“Arduboy is a Game Boy the size of a credit card or your business card. Basically it’s a super thin, super lightweight gaming platform. It’s $50. No cartridges. You just throw games on this thing. Right now, it’s a bare PCB but a plastic case around it and all of a sudden it’s the best thing since sliced bread,” says Petrone.
The product has ridiculous potential. But how did the guy who made it go about getting support? Originally, Petrone says, he just slapped together a prototype and posted it on YouTube. “It got like 100,000 views when he went ‘This is what I made!’ explains Petrone. “So now he’s decided to make it and sell it. It’s in manufacturing now.”
One of the things Petrone did to accelerate growth was broaden his view of how large his marketplace could be–a lesson any hardware manufacturer can take to heart. “The staggered approach which Yelp took, for example, where you start in the U.S. then you roll out to the next country and the next country is an old mindset,” Petrone says. “You have to start with everyone in mind because otherwise you’re going to miss out on potential customers. And chances are they will teach you things that you didn’t know.”
Tindie made a part of being market agnostic and international from day one. Petrone says that’s only way to go. “If we had said orders are only from the U.S., we wouldn’t have sellers from the U.K. who are some of our top sellers. We have tons of people from London like an ex-Google engineer who’s now making his own hardware.“
In a surprise comment, Petrone points out that international growth is actually on par with that of the U.S. “We’re now in 81 or 82 countries. Growth internationally is on par with the U.S.–Europe and U.S. traffic right now are basically even.” He also gives an indication of where hardware is hottest right now, a stat worth noting whether you’re a maker or a seller. “New York, London, and SF are all tied,” he says. “They flop back and forth for the number one city.”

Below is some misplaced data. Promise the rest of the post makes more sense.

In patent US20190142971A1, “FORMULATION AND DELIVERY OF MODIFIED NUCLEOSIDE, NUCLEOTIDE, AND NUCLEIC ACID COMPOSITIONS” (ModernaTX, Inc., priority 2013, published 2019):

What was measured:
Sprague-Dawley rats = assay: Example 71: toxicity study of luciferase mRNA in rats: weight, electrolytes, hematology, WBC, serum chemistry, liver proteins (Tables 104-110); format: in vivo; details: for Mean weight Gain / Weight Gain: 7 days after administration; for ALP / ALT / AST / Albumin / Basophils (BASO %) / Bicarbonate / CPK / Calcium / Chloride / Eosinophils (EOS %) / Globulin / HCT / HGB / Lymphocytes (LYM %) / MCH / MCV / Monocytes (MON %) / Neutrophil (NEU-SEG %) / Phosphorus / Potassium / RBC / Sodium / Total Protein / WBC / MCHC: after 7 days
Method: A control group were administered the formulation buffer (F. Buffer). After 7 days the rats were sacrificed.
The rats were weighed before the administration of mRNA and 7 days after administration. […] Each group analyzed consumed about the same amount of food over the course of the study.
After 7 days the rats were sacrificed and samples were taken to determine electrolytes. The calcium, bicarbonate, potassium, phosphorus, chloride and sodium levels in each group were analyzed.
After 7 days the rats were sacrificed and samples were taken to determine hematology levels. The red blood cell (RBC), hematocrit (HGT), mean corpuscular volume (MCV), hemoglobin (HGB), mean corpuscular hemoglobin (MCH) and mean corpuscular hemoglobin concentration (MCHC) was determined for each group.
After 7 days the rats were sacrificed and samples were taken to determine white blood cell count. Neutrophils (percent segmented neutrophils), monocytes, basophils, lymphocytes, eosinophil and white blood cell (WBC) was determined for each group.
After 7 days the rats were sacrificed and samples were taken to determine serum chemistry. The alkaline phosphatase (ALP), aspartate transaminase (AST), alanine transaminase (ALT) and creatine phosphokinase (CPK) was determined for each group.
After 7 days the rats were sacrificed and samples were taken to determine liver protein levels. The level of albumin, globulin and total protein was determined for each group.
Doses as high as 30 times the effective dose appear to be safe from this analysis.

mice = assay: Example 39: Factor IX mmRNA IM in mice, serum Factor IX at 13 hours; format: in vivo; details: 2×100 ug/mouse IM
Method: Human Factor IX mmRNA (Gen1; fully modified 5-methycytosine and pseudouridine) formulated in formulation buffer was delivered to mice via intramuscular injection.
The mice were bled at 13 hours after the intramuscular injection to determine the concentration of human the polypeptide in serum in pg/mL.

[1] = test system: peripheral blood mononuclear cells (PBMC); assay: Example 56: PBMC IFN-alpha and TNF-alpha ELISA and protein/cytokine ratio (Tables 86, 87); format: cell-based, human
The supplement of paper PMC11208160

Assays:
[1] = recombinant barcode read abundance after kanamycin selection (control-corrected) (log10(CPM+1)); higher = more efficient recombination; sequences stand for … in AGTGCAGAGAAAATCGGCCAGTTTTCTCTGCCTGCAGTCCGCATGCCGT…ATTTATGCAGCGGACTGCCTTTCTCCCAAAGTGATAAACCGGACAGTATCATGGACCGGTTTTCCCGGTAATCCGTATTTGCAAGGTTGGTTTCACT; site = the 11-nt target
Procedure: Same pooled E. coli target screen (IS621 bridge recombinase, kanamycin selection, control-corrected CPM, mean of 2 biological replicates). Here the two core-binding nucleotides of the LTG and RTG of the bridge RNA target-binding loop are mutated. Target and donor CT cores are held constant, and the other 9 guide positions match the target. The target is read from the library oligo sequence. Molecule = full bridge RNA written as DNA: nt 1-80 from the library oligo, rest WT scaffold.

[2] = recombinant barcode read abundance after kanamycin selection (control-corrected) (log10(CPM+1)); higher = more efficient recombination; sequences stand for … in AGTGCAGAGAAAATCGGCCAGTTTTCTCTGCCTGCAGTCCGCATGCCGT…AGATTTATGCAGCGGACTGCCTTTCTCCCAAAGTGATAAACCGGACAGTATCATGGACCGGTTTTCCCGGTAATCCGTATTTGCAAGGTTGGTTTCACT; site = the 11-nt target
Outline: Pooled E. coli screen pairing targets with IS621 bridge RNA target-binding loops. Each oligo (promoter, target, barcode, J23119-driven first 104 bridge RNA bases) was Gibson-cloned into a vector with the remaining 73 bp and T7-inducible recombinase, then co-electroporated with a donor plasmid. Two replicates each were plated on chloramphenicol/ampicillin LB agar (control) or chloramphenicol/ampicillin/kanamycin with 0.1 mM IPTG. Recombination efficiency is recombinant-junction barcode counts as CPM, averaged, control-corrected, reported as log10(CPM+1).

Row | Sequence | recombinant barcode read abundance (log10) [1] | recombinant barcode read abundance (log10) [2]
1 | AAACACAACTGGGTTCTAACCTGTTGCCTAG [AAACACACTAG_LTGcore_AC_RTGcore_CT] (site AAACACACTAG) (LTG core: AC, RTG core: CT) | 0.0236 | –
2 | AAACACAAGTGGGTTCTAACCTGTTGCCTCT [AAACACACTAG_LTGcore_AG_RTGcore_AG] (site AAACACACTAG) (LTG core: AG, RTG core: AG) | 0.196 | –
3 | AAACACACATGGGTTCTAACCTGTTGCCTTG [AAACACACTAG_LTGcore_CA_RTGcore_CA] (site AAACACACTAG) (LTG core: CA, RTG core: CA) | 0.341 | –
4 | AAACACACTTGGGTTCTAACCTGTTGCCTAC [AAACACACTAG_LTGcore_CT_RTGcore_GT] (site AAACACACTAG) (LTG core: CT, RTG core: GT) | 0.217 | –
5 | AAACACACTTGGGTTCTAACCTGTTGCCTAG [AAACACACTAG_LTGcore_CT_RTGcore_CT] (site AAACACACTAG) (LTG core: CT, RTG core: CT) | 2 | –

People look at the slick, well-produced products on Kickstarter and forget what it took to get from the raw idea to that polished product. The commonly held idea is that perfection is required for success. That’s a misconception says Petrone. “‘If we polish it, we will be successful is the logic,’ whereas the reality is far from it,” he explains. “GoPro is a great example. It took years and years and years to create and it actually started out with 35MM film. There’s a photo of the early GoPro–it was just like a bare PCB and a lens and you throw in the film.”
His advice to any maker: Get out there early. Get feedback. And get product out in raw form that people “can at least say what you’re doing is interesting.” That’s what some of Tindie’s top sellers have done. They’re not who you might expect–and they’re selling like crazy.